25 November, 2019
Cyprus: The real estate route to European citizenship
Henley & Partners 13th Global Citizenship Conference, which was held in London on 11-13 November 2019, demonstrated once again why this annual event ranks as the world’s largest and most significant conference on investment migration.
During the event I was responsible for moderating a panel discussion that focused on the topic of ‘Cyprus: The real estate route to European citizenship’, and was happy to introduce my three panelists who are all closely linked to the field of real estate investments:
Mr Melis Shiacolas, Managing Director of AKS Hotels (Athens) and CNS Group (Citrine Estates), as well as serving on the board of directors of several major companies in Cyprus;
Mr Kikis Athinodorou of Cyprus Invest and Director of Kikis Athinodorou & Associates LLC, which specializes in comprehensive consulting services in the field of real estate in Cyprus; and
Mr Savvas Poyiadjis, chartered accountant and the founder of Fidescorp, which actively advises and assists clients on the setting up of start-ups, corporate finance and restructuring, as well as international taxation.
Together we discussed how the real estate route offered under the Cyprus Investment Programme benefited both land owners and real estate professionals in Cyprus, and the positive impact it had on the economy as a whole.
Among other things, Shiacolas noted how the Cyprus programme had helped the economy recover from the financial crisis. He also emphasized an important aspect that is often overlooked in the debate on investment programmes via real estate: for a programme to be sustainable and truly beneficial in the long-term, the real estate options must grant investors value for money. Rather than being purely a route to citizenship, the goal should be to offer investors an overall lifestyle proposition. Indeed, some projects – such as Citrine Estates in Limassol, among others – does precisely that, which is why it is being so well received by international investors.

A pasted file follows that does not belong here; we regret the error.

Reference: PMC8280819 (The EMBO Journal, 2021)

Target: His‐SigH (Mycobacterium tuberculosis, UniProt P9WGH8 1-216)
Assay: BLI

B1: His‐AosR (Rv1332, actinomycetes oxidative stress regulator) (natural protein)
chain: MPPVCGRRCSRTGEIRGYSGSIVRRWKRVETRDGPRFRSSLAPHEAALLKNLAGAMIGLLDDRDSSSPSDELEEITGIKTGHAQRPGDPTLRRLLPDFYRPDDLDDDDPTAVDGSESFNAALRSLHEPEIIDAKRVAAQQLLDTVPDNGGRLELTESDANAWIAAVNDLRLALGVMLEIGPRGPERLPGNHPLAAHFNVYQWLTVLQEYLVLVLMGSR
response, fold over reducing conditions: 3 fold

Athinodorou further reinforced that point by referring to other investment opportunities in commercial and infrastructure projects – such as marinas and golf courses – which significantly upgrade Cyprus as a tourist destination and extend the tourism season, while adding value to the projects’ surrounding areas and properties. At the same time, he noted that Cyprus was increasingly emerging as an education hub, as many private universities with English as the language of instruction are earning international accreditation, thereby attracting students from neighbouring countries and beyond.
Poyiadjis in turn shed light on another important aspect that appeals to international investors, and that is the favourable tax regime of Cyprus, which includes a number of incentives for international investors and ultimately creates a very attractive and inviting business environment. As a result, many investors not only buy property as a means to an end, but establish a business base in Cyprus and make this island their second home.
Overall, the discussion helped conference participants recognize Cyprus’s potential as an all-round destination that is attractive on several levels: for business and pleasure, for investment, and as a lifestyle destination where the whole family can feel welcome, comfortable and at home.